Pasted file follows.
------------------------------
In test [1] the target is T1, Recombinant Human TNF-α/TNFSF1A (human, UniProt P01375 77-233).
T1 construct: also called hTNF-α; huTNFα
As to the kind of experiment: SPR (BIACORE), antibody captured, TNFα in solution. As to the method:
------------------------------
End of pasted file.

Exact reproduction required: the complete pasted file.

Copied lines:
In test [1] the target is T1, Recombinant Human TNF-α/TNFSF1A (human, UniProt P01375 77-233).
T1 construct: also called hTNF-α; huTNFα
As to the kind of experiment: SPR (BIACORE), antibody captured, TNFα in solution. As to the method: